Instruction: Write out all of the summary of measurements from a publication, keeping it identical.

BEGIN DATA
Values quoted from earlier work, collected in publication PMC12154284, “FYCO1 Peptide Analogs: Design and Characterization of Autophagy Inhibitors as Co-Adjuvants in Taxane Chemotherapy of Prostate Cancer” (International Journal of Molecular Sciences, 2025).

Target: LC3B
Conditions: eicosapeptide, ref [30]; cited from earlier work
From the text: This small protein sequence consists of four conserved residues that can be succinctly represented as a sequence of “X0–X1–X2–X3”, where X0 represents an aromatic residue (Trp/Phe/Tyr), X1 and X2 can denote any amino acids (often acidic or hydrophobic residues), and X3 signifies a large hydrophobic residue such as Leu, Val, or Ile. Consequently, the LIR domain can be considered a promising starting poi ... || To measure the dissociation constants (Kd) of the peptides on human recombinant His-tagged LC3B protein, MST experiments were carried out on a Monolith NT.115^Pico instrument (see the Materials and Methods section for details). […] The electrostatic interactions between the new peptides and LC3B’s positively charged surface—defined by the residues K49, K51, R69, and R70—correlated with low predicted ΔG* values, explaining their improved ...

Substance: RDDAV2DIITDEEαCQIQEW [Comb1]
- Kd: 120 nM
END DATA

Values quoted from earlier work, collected in publication PMC12154284, “FYCO1 Peptide Analogs: Design and Characterization of Autophagy Inhibitors as Co-Adjuvants in Taxane Chemotherapy of Prostate Cancer” (International Journal of Molecular Sciences, 2025).

Target: LC3B
Conditions: eicosapeptide, ref [30]; cited from earlier work
From the text: This small protein sequence consists of four conserved residues that can be succinctly represented as a sequence of “X0–X1–X2–X3”, where X0 represents an aromatic residue (Trp/Phe/Tyr), X1 and X2 can denote any amino acids (often acidic or hydrophobic residues), and X3 signifies a large hydrophobic residue such as Leu, Val, or Ile. Consequently, the LIR domain can be considered a promising starting poi ... || To measure the dissociation constants (Kd) of the peptides on human recombinant His-tagged LC3B protein, MST experiments were carried out on a Monolith NT.115^Pico instrument (see the Materials and Methods section for details). […] The electrostatic interactions between the new peptides and LC3B’s positively charged surface—defined by the residues K49, K51, R69, and R70—correlated with low predicted ΔG* values, explaining their improved ...

Substance: RDDAV2DIITDEEαCQIQEW [Comb1]
- Kd: 120 nM